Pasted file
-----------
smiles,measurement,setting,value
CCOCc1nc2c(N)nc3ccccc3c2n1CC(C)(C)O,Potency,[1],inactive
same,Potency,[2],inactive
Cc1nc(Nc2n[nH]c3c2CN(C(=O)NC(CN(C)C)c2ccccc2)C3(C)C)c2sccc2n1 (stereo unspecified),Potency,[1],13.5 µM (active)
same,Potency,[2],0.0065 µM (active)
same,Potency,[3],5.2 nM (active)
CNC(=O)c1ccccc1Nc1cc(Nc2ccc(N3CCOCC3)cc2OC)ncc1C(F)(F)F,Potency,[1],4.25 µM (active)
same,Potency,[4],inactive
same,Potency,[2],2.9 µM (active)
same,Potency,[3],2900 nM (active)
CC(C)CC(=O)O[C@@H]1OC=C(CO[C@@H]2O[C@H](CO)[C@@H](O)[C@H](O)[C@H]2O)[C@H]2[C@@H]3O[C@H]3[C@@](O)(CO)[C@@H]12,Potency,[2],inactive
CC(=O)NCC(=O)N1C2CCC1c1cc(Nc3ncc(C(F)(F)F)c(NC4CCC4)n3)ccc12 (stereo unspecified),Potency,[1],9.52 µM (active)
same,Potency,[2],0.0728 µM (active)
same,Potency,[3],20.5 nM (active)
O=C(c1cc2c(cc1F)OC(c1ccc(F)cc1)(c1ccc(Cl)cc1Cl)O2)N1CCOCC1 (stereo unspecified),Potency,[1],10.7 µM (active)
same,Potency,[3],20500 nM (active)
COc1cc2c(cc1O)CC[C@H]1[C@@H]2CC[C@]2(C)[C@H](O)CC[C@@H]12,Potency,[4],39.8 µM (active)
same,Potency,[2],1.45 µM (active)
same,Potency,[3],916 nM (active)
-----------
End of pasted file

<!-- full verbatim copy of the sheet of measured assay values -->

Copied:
smiles,measurement,setting,value
CCOCc1nc2c(N)nc3ccccc3c2n1CC(C)(C)O,Potency,[1],inactive
same,Potency,[2],inactive
Cc1nc(Nc2n[nH]c3c2CN(C(=O)NC(CN(C)C)c2ccccc2)C3(C)C)c2sccc2n1 (stereo unspecified),Potency,[1],13.5 µM (active)
same,Potency,[2],0.0065 µM (active)
same,Potency,[3],5.2 nM (active)
CNC(=O)c1ccccc1Nc1cc(Nc2ccc(N3CCOCC3)cc2OC)ncc1C(F)(F)F,Potency,[1],4.25 µM (active)
same,Potency,[4],inactive
same,Potency,[2],2.9 µM (active)
same,Potency,[3],2900 nM (active)
CC(C)CC(=O)O[C@@H]1OC=C(CO[C@@H]2O[C@H](CO)[C@@H](O)[C@H](O)[C@H]2O)[C@H]2[C@@H]3O[C@H]3[C@@](O)(CO)[C@@H]12,Potency,[2],inactive
CC(=O)NCC(=O)N1C2CCC1c1cc(Nc3ncc(C(F)(F)F)c(NC4CCC4)n3)ccc12 (stereo unspecified),Potency,[1],9.52 µM (active)
same,Potency,[2],0.0728 µM (active)
same,Potency,[3],20.5 nM (active)
O=C(c1cc2c(cc1F)OC(c1ccc(F)cc1)(c1ccc(Cl)cc1Cl)O2)N1CCOCC1 (stereo unspecified),Potency,[1],10.7 µM (active)
same,Potency,[3],20500 nM (active)
COc1cc2c(cc1O)CC[C@H]1[C@@H]2CC[C@]2(C)[C@H](O)CC[C@@H]12,Potency,[4],39.8 µM (active)
same,Potency,[2],1.45 µM (active)
same,Potency,[3],916 nM (active)